Buyers and sellers often have different ideas of what should be included with the purchase of a home. Often, there are conversations or emails that go back and forth between agents and their clients prior to writing a Purchase Agreement. Once a Purchase Agreement is written, it constitutes the entire agreement between the buyer and seller, which means everything must be written into the Purchase Agreement. No verbal agreements, previous emails, or text messages are part of the Purchase Agreement between the buyer and seller.
The Purchase Agreement has a paragraph describing items that are always included, unless they are specifically listed as an exclusion. Some examples of the inclusions are; plants, lawn watering systems, window blinds, curtains and rods, towel bars, water softener, TV wall mounts, wall and ceiling mounted speakers, mirrors, air-conditioning equipment, built-in appliances, work benches, and shelving. We tell our sellers that anything attached to the home is included in the sale.
On a recent transaction, a seller had listed their home on the Multiple Listing Service (MLS) for $300,000 and included the kitchen appliances and the washer and dryer. The buyer’s agent submitted an offer for $280,000 that the buyer signed, without asking for any appliances, and the seller accepted the offer. Before the closing the seller sold the washer and dryer. During the walk through the buyer was upset that they were gone. The seller stated he didn’t know the buyer wanted them and he planned to include them if the house sold for $300,000. The buyer had no recourse with the seller as the washer and dryer were not listed in the Purchase Agreement.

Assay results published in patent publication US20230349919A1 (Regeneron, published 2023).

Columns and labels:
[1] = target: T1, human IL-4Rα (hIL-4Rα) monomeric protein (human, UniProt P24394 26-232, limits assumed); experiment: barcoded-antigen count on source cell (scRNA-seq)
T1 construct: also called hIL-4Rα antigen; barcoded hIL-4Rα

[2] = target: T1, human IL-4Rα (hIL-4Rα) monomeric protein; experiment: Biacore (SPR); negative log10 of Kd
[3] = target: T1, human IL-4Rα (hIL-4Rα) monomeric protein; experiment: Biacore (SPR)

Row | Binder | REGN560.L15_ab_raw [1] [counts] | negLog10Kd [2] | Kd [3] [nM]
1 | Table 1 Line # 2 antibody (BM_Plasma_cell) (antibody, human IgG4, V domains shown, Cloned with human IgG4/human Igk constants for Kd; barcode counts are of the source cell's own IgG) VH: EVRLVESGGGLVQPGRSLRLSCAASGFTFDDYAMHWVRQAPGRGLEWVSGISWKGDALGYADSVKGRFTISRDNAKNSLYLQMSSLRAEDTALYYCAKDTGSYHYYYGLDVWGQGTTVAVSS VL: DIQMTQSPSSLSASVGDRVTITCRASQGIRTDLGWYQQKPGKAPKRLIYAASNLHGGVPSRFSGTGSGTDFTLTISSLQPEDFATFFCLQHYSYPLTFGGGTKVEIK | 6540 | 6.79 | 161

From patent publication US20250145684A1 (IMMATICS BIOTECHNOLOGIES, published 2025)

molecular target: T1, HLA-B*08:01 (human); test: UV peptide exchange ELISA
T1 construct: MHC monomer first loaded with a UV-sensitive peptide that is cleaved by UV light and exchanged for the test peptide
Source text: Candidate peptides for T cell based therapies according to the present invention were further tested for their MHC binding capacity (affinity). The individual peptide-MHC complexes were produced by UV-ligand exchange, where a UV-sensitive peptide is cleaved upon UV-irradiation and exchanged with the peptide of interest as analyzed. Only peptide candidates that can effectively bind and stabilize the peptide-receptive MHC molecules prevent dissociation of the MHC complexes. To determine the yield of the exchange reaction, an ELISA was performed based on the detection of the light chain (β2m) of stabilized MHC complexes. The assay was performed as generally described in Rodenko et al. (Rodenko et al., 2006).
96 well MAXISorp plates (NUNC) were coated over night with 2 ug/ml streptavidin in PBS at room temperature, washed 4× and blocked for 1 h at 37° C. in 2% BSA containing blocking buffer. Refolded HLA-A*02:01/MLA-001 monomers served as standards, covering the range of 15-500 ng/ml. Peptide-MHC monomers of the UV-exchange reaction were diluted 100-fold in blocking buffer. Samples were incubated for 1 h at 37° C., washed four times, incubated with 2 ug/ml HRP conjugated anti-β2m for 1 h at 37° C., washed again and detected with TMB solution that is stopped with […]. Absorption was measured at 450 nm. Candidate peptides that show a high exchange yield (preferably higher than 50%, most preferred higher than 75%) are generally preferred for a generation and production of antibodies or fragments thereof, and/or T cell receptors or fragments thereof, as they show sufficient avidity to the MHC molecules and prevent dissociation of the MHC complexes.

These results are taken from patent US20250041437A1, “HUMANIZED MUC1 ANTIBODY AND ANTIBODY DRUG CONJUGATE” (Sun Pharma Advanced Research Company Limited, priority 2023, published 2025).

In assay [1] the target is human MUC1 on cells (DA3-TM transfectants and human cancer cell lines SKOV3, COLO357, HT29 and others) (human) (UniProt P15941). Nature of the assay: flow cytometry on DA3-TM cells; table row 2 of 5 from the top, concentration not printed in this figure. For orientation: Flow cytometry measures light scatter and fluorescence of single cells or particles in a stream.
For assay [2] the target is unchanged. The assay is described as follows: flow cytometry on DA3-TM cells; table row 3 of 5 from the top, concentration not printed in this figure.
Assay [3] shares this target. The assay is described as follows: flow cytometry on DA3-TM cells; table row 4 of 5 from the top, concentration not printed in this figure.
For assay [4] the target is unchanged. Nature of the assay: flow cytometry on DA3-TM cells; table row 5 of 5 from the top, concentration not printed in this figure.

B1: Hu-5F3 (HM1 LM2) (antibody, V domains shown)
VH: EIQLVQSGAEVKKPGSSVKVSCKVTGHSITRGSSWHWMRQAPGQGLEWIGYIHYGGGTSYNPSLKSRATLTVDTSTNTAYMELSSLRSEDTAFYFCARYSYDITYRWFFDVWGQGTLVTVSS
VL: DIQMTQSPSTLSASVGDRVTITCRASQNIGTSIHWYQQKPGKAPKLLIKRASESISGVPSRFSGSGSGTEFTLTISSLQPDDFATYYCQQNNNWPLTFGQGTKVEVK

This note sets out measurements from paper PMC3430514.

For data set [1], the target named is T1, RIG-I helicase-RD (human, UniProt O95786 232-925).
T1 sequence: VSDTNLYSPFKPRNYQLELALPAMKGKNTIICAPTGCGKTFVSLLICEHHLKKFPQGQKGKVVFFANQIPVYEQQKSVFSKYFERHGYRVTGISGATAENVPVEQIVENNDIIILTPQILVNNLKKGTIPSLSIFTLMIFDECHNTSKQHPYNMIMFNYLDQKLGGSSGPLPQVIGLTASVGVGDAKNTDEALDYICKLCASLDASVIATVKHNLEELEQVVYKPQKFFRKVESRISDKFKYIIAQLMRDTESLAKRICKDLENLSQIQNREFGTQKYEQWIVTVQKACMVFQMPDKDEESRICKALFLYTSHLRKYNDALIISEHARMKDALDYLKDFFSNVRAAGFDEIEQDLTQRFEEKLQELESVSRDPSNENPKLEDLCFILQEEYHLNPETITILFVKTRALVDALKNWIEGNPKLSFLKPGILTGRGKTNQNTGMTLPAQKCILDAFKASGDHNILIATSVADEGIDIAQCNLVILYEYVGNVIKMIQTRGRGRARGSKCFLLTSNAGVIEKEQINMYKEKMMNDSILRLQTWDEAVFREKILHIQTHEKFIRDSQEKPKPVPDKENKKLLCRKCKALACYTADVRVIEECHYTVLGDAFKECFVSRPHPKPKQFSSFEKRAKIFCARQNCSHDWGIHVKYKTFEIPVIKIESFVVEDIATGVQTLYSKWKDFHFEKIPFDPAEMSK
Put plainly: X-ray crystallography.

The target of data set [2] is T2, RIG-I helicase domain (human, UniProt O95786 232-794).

In another transaction, the seller removed a work bench and shelving in the garage and at the walk through the buyer noticed they were gone. The seller was given the option to return them or pay the buyers $700 to replace them, so he brought them back to the house.
Sometimes sellers like to leave additional items that are not attached to the house or written into the Purchase Agreement, like paint, stain, construction materials, garden tools, patio furniture, etc. This can also create a problem at the walk through, because in most cases the buyers don’t want anything left behind that they may have to dispose of.
An experienced real estate agent can help you decide what personal property items to include or exclude in a Purchase Agreement.
Ask the Real Estate Agent is a weekly column by Cheryl Kempenich of Coldwell Banker Burnet, who lives and offices in the Chisago Lakes Area. Submit your questions to email@example.com. All information is deemed reliable but not guaranteed. For legal assistance consult an attorney.